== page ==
Furthermore, leaving the defendants to contact all 44 individuals to identify the confidential informants would be costly and time-consuming where the lead plaintiffs can easily provide the same information. Accordingly, the defendants' application for disclosure of the identities of the confidential informants referenced in the complaint is granted.[1]

The lead plaintiffs have not identified any specific concerns that the confidential witnesses may have, such as risk of retaliation in a current or future job. To the extent such anxieties exist, lead plaintiffs' counsel may submit an ex parte affidavit setting forth particularized facts that would substantiate these fears. See Arbitron, 278 F.R.D. at 344. The lead plaintiffs shall have two weeks from the date of this order to submit any such affidavit, and the Court will determine whether the facts justify maintaining any witness' anonymity or taking some other measures to protect that witness' interests.

B. Retainer and Monitoring Agreements

The defendants also seek documents concerning the lead plaintiffs' retention of counsel in this action and all agreements with counsel concerning the lead plaintiffs' residential mortgage-backed securities ("RMBS") investments or monitoring of those investments. (Spenner Letter at 3-4). Although the fact of a retainer, the identity of the client, and the fee information are not privileged, see Newmarkets Partners, LLC v. Sal. Oppenheim Jr. & Cie. S.C.A. , 258 F.R.D. 95, 101 (S.D.N.Y. 2009), the party seeking disclosure must make a showing of the requested information's relevance to its claims or defenses, see Gaus v. Conair Corp., No. 94 Civ. 5693 , 2000 WL 358387, at *3 (S.D.N.Y. April 7, 2000).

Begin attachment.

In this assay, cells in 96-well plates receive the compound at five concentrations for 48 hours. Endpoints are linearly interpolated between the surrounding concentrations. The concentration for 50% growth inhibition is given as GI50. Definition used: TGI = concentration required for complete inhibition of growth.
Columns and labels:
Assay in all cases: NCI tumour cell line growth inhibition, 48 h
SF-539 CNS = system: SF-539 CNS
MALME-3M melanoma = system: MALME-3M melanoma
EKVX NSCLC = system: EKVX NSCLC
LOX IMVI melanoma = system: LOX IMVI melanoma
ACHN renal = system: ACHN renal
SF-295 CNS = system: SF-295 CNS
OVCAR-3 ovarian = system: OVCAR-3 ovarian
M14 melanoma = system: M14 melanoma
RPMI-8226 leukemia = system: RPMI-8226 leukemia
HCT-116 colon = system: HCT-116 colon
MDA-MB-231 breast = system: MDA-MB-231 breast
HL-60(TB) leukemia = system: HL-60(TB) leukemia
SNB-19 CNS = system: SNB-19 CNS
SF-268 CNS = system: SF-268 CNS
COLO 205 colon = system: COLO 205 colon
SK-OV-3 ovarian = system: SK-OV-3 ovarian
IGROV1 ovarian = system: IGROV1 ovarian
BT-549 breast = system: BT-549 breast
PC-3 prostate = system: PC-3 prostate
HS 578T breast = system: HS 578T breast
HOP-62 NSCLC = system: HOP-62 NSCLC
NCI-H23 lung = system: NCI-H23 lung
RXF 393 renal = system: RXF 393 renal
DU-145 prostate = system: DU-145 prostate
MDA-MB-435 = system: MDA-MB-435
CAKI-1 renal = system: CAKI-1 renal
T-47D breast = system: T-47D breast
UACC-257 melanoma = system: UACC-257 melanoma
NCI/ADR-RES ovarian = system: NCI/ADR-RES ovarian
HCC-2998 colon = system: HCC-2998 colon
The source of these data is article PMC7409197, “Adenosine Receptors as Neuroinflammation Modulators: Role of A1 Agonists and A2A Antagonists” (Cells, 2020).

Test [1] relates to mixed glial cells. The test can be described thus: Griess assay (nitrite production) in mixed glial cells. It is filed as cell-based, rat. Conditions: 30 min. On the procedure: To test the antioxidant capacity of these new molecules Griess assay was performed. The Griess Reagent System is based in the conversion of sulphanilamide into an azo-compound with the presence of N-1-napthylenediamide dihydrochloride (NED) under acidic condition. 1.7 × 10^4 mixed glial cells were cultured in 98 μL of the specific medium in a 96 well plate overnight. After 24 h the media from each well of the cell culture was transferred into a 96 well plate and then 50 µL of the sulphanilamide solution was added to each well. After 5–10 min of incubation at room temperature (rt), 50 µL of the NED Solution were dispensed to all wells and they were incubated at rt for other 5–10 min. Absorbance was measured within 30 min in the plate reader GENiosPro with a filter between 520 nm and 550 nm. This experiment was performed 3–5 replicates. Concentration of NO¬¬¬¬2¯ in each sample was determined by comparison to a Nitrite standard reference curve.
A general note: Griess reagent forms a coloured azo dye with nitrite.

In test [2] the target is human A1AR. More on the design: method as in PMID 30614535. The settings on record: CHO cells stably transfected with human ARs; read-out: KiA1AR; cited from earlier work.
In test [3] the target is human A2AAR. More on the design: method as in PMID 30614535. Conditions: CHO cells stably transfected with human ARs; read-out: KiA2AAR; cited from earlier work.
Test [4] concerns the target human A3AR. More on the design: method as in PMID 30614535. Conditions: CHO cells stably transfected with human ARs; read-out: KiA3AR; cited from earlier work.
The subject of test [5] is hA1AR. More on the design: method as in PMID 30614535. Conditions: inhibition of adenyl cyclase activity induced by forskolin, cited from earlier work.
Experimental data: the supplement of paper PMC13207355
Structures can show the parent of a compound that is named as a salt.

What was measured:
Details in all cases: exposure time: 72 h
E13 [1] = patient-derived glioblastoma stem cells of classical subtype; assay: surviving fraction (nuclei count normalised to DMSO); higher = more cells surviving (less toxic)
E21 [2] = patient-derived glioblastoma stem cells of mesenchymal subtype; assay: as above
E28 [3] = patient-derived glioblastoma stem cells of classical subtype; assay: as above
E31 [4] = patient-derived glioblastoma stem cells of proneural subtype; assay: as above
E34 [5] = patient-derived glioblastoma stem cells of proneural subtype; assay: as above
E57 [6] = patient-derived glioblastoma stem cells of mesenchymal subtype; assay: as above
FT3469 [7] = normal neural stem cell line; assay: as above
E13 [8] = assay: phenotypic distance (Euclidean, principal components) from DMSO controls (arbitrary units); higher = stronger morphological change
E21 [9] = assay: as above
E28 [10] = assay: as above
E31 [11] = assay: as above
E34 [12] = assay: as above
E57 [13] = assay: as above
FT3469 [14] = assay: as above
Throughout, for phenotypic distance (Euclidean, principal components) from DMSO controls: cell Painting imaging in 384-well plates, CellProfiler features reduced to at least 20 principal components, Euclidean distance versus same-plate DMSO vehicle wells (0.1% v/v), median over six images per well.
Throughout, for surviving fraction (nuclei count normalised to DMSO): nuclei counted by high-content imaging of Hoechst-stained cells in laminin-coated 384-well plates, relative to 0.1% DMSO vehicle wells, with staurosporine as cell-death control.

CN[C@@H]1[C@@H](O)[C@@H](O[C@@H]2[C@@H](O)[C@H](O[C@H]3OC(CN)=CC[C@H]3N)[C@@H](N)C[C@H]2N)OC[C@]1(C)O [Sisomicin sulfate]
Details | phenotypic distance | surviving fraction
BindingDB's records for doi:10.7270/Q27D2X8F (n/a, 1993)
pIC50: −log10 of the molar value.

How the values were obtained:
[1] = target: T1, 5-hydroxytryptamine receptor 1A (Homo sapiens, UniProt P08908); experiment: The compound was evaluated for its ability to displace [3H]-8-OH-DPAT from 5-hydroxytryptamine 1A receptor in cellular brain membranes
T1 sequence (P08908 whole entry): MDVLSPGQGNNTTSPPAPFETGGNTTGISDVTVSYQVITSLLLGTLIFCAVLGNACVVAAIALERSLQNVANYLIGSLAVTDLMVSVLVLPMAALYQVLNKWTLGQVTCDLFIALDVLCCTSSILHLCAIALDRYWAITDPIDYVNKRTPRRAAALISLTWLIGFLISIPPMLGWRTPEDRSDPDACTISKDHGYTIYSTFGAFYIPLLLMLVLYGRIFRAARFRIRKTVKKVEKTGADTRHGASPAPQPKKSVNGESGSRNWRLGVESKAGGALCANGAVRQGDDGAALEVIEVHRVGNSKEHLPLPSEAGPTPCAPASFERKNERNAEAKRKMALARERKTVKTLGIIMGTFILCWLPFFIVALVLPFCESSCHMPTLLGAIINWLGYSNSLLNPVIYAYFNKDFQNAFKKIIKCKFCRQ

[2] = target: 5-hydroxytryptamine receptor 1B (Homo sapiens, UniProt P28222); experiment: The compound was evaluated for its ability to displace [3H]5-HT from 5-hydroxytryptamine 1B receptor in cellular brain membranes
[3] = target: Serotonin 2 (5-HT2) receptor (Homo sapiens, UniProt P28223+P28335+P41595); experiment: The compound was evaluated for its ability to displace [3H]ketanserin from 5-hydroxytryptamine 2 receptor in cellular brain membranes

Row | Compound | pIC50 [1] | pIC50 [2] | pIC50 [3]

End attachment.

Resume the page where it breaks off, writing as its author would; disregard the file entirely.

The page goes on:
The defendants argue that the dates of the agreements' execution may be relevant to their statute of limitations defense. When the lead plaintiffs retained counsel may indeed be pertinent to identifying the time when the lead plaintiffs became aware of facts giving rise to potential claims. See, e.g., Kramas v. Security Gas & Oil Inc. , 672 F.2d 766, 771 (9th Cir. 1982). Thus, the date each retention agreement was executed "appears reasonably calculated to lead to the discovery of admissible evidence." Fed.R.Civ.P. 26(b).

The defendants also argue that the arrangement between the lead plaintiffs and their lawyers may be relevant to the fitness of lead plaintiffs or their counsel to represent the class. However, they have provided no non-speculative basis for raising such concerns. See, e.g., Piazza v. First America Title Insurance Co., No. 3:06CV756, 2007 WL 4287469, at *1 (D. Conn. Dec. 5, 2007) (fee agreement is irrelevant to class certification when there was no basis for defendants' speculation regarding conflicts of interest) Furthermore, the defendants will have the opportunity to question the lead plaintiffs at deposition on their adequacy to represent the class without the necessity of disclosure of the retainer and ...